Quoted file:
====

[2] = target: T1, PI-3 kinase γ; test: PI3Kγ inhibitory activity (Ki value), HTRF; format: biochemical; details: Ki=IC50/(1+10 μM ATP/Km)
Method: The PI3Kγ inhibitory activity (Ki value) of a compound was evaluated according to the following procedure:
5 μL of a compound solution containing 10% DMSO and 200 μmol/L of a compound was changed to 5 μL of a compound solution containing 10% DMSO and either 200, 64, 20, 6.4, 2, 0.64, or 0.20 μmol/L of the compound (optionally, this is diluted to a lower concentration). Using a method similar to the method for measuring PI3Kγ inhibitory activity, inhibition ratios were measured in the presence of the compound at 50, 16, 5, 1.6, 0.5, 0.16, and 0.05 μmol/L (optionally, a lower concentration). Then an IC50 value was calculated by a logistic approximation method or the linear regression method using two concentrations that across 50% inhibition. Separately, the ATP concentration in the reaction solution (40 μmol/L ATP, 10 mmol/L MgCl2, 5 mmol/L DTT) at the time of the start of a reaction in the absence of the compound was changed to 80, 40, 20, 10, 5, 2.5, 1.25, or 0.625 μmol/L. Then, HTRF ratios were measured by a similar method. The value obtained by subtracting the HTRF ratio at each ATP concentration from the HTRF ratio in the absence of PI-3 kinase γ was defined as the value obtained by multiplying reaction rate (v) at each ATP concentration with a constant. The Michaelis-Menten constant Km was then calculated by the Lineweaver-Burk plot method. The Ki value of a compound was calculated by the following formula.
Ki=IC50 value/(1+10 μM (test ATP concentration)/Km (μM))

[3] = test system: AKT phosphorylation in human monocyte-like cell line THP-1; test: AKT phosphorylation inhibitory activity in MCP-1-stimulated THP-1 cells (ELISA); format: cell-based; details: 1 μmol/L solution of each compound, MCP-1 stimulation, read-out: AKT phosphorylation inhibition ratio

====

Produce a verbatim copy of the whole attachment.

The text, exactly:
[2] = target: T1, PI-3 kinase γ; test: PI3Kγ inhibitory activity (Ki value), HTRF; format: biochemical; details: Ki=IC50/(1+10 μM ATP/Km)
Method: The PI3Kγ inhibitory activity (Ki value) of a compound was evaluated according to the following procedure:
5 μL of a compound solution containing 10% DMSO and 200 μmol/L of a compound was changed to 5 μL of a compound solution containing 10% DMSO and either 200, 64, 20, 6.4, 2, 0.64, or 0.20 μmol/L of the compound (optionally, this is diluted to a lower concentration). Using a method similar to the method for measuring PI3Kγ inhibitory activity, inhibition ratios were measured in the presence of the compound at 50, 16, 5, 1.6, 0.5, 0.16, and 0.05 μmol/L (optionally, a lower concentration). Then an IC50 value was calculated by a logistic approximation method or the linear regression method using two concentrations that across 50% inhibition. Separately, the ATP concentration in the reaction solution (40 μmol/L ATP, 10 mmol/L MgCl2, 5 mmol/L DTT) at the time of the start of a reaction in the absence of the compound was changed to 80, 40, 20, 10, 5, 2.5, 1.25, or 0.625 μmol/L. Then, HTRF ratios were measured by a similar method. The value obtained by subtracting the HTRF ratio at each ATP concentration from the HTRF ratio in the absence of PI-3 kinase γ was defined as the value obtained by multiplying reaction rate (v) at each ATP concentration with a constant. The Michaelis-Menten constant Km was then calculated by the Lineweaver-Burk plot method. The Ki value of a compound was calculated by the following formula.
Ki=IC50 value/(1+10 μM (test ATP concentration)/Km (μM))

[3] = test system: AKT phosphorylation in human monocyte-like cell line THP-1; test: AKT phosphorylation inhibitory activity in MCP-1-stimulated THP-1 cells (ELISA); format: cell-based; details: 1 μmol/L solution of each compound, MCP-1 stimulation, read-out: AKT phosphorylation inhibition ratio